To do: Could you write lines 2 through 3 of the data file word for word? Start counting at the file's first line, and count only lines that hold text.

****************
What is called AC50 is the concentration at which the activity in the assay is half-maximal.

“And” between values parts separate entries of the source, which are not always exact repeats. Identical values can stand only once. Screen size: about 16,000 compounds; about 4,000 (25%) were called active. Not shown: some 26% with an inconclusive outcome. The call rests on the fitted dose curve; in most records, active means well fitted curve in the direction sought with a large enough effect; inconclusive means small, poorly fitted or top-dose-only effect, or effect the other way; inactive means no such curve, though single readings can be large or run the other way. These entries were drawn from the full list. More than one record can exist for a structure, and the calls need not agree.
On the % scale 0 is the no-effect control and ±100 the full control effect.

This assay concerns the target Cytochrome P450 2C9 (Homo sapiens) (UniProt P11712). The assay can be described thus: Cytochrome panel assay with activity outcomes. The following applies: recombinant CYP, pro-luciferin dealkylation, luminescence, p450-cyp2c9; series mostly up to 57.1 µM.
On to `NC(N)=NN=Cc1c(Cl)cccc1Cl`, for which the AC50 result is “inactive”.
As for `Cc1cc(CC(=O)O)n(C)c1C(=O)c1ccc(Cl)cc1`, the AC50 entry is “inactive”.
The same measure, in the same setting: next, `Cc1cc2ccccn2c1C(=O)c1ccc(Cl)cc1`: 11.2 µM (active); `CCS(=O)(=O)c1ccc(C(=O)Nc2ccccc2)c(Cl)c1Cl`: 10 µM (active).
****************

“And” between values parts separate entries of the source, which are not always exact repeats. Identical values can stand only once. Screen size: about 16,000 compounds; about 4,000 (25%) were called active. Not shown: some 26% with an inconclusive outcome. The call rests on the fitted dose curve; in most records, active means well fitted curve in the direction sought with a large enough effect; inconclusive means small, poorly fitted or top-dose-only effect, or effect the other way; inactive means no such curve, though single readings can be large or run the other way. These entries were drawn from the full list. More than one record can exist for a structure, and the calls need not agree.
On the % scale 0 is the no-effect control and ±100 the full control effect.